Skip to comments.Supreme Court sides with Wal-Mart in huge sex bias lawsuit
Posted on 06/20/2011 9:13:07 AM PDT by rellimpank
The Supreme Court blocked the largest sexual-discrimination lawsuit ever from proceeding as a class action on Monday, handing a victory to Wal-Mart in a case that pitted the massive retailer against millions of its female employees.
The courts decision could have broad implications for workers seeking jointly to sue their employers.
The justices overturned an earlier U.S. appeals court ruling that gave class-action status to 1.5 million female Wal-Mart employees, past and present, seeking billions of dollars in a suit accusing the retailer of paying women less and giving them fewer promotions at the company
(Excerpt) Read more at msnbc.msn.com ...
Woman are different than men. They aren’t as strong, have less endurance, aren’t as tall, and have different dispositions as well. They should be paid accordingly.
Guess we have a provocatuer poster on board.
The uglist women in the world - lose :-))
Yes, but we women are so much smarter than you men. ;)
...and all obummer needs is one more on the SCOTUS.
I think their 'rate of pay' should be based solely on their 'looks'.
obummer is not very good legally. He has help with the Liberal Justices, but often times he still fails.
[ Woman are different than men. They arent as strong, have less endurance, arent as tall, and have different dispositions as well. They should be paid accordingly. ]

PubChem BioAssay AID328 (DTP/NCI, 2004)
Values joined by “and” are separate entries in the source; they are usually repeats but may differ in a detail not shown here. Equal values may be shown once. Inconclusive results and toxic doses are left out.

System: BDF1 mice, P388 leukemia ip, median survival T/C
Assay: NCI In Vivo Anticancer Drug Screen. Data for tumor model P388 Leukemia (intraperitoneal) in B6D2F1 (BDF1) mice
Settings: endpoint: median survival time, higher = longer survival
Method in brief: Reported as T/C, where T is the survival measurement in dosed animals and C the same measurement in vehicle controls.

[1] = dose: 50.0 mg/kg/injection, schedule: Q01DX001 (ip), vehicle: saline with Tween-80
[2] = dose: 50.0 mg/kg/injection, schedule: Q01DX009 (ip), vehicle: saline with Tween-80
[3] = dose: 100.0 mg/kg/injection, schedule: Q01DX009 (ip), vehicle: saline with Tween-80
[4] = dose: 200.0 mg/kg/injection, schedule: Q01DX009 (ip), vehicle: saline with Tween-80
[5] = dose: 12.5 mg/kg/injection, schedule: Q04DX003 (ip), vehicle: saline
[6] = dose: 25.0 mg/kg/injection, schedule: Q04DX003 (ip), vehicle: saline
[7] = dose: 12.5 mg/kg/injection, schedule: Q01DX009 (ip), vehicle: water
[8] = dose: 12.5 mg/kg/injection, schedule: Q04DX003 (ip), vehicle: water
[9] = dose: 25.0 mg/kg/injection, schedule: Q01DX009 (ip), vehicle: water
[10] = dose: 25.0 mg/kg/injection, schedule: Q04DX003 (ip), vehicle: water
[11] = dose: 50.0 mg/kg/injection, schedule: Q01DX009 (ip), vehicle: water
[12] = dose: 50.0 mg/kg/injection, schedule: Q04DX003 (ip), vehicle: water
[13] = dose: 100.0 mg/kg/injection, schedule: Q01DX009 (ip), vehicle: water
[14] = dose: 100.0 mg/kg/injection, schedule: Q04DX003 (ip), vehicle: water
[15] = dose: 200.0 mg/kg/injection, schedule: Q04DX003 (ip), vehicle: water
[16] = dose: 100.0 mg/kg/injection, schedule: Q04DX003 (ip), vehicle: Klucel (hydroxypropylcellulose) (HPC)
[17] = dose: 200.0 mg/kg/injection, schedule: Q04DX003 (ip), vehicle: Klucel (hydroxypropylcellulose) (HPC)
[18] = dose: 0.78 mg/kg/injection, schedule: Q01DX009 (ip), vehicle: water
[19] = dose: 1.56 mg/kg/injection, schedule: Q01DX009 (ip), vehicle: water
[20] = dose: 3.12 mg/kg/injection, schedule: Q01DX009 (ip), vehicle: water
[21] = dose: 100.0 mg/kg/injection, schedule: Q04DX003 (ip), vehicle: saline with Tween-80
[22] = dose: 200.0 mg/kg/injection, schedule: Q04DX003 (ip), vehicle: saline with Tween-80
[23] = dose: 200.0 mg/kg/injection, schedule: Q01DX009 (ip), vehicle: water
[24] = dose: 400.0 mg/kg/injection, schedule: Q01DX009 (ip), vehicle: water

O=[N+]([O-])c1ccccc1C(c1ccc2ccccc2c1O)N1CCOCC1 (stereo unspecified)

AND they sue their employers for trumped nonsense.. and until now mostly get away with it..
Hiring women, unless you are forced to, can be almost suicidal... for an employer..
If the truth “provokes,” so be it.
"...handing a victory to Wal-Mart in a case that pitted the massive retailer against millions of its female employees."
That makes it sound like Mal-Mart and its female employes are in a true adversarial position, when actually it was Wal-Mart vs a clutch of jacobin lawyers, using 6 female shills as their instrument of class warfare.
Then explain to me why women will stand in line at the checkout register for 5 minutes with a cart of items to purchase, then watch as it is all rang up, and THEN when the clerk looks at them as says, "THAT WILL BE .....", they get this deer in the headlight look, and start fumbling through their purse searching for cash or credit cards, as if they had no idea they would be asked to pay at this point in their shopping outing.
Huh. What are the chances. < |:/~
In this March 29, 2011 file photo, the five plaintiffs in a case of women employees against Wal-Mart, from left, Stephanie Odle, of Norman, Okla., Betty Dukes, of Pittsburg, Calif., Deborah Gunter, of Palm Springs, Calif., Christine Kwapnoski, of Bay Point, Calif., and Edith Arena, of Duarte, Calif. pose for a photograph outside the Supreme Court in Washington.
How 'bout we look at this from --- I know it's a novel approach --- a free market perspective? And determine pay by the supply/demands conditions the labor market and the employees' profitability to the company?
Hmm, big boy?
Thank God for small favors.
You noticed that too?
Plaintiffs never make money in a class action lawsuit - only the plaintiffs lawyers make money. Let’s say they had won a 1.5 billion dollar lawsuit. Each of the 1.5 million plaintiffs would get $1,000 (less the legal fees of $333) or $667 per plaintiff. However, the law firm representing the plaintiff gets $500,000,000.
Or we could just leave it the way it is now, where pay is based on LOOKS and who you will have sex with.
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